A helmet can also make it safer to operate a motorcycle. Vision and hearing disturbances are common among riders who do not wear helmets. Debris, insects, hair, and the sheer force of air rushing against one’s eyes can alter a rider’s ability to see clearly. A helmet fitted with a visor can limit visual impedances while riding.
Similarly, a well-fitted helmet also affords hearing protection by reducing the volume of wind noise. Not only can wind noise be a dangerous distraction and cause you to not hear another nearby vehicle or problem, but it can also be painful and may lead to long-term hearing loss.
How To Choose a Motorcycle Helmet
Not every motorcycle helmet is created the same. When selecting a helmet, you must also be aware of your own unique head shape and size. Here is how you can choose a safe, properly fitting motorcycle helmet:
- Determine your head shape – Most people have a round or oval-shaped Have a friend or a sales associate help you determine your head shape by looking at your head from the top. Remember, your head shape is not determined by the shape of your face, so you cannot determine this alone by looking in a mirror.
- Determine your size – Using a measuring tape, measure around the thickest part of your head. If you do not have a measuring tape or are unsure how to correctly measure your head, ask a sales associate at a motorcycle accessories store to help.
- Select a style – In most cases, a helmet with a built-in, full-face visor will provide the best all-around protection.
- Look for the DOT label – All motorcycle helmets that are sold within the United States must meet federal safety standards and be labeled with a DOT certification label. If a helmet does not have a DOT label on the back of the helmet, do not purchase it.
Never purchase a motorcycle helmet secondhand. When purchasing a used motorcycle helmet, you cannot be certain whether it has suffered any damage, been involved in an accident, or even how old it is.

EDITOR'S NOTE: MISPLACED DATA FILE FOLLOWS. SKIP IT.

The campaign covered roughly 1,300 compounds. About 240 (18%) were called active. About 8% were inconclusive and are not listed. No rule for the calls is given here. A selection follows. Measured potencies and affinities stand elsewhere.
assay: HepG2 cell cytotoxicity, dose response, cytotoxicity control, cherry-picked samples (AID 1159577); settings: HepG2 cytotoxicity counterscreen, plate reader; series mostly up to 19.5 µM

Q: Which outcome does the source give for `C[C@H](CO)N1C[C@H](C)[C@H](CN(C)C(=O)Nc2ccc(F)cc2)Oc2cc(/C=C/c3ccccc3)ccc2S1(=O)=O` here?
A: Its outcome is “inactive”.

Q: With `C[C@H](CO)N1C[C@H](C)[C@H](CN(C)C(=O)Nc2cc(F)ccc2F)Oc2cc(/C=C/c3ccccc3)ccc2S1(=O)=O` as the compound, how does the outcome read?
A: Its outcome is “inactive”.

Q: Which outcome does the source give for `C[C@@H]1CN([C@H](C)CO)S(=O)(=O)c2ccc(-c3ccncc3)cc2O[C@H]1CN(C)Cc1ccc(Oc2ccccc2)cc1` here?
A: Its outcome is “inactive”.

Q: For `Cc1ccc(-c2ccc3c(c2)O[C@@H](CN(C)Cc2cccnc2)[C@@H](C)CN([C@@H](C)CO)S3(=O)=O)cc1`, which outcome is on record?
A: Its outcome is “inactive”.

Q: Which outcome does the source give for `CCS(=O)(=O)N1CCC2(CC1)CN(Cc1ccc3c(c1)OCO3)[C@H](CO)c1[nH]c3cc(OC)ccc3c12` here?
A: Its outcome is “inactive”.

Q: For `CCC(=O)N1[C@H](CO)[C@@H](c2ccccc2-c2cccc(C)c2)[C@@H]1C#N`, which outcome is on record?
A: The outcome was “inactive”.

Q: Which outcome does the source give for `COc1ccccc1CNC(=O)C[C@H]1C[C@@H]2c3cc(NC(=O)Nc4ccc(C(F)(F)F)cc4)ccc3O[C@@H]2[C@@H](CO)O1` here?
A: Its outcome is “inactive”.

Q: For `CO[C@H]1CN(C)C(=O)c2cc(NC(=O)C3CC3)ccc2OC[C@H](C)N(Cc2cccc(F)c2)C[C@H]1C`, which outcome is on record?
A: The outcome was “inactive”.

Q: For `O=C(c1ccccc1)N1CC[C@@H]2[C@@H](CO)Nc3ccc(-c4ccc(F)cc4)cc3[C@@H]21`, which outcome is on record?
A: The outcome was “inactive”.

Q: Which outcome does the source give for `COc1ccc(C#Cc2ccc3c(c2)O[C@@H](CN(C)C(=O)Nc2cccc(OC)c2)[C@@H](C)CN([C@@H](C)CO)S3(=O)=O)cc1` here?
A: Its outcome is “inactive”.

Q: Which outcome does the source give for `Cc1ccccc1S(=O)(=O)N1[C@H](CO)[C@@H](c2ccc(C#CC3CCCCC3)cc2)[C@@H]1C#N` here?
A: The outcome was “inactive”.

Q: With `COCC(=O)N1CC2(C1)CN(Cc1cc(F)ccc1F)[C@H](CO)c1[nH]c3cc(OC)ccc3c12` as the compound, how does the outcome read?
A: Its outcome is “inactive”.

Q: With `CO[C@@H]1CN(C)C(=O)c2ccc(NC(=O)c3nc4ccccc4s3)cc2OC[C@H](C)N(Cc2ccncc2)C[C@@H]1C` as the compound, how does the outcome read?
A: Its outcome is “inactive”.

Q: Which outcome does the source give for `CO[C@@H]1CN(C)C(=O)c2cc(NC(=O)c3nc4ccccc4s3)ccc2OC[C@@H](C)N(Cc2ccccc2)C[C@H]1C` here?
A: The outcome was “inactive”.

More Motorcycle Safety Gear To Keep You Safe
Your head is not the only body part at risk in an accident. Additional safety gear that will keep you safe in the event of a motorcycle accident includes:
- Eye protection if you’re wearing an open-face helmet
- A jacket, long pants, and gloves made of durable, abrasion-resistant material
- Boots that cover your ankles and have non-skid soles
You may also choose to purchase additional protective gear for cold and rainy weather, as exposure to the elements can be dangerous.
Were You Injured in a Motorcycle Helmet?
Illinois state law applies comparative negligence rules for injury victims seeking to recover compensation for their damages. So long as you are less than 51% responsible for your damages, you can seek compensation in a personal injury claim. However, your compensation will be reduced by your own percentage of fault.
Although Illinois motorcycle helmet laws do not require motorcyclists to wear helmets, insurance companies often attempt to argue that not wearing a helmet amounts to negligence. This means that a motorcyclist hit by another driver could see their compensation reduced or even denied altogether by an insurance company.
If you were injured in a motorcycle accident, whether you were wearing a motorcycle helmet at the time of the collision may be a key part of settlement negotiations.
Do not allow the insurance company to bully you into accepting anything less than what you are owed for your injuries. Contact Krzak Rundio Gorman, Injury Attorneys today to learn about your rights in a motorcycle accident claim.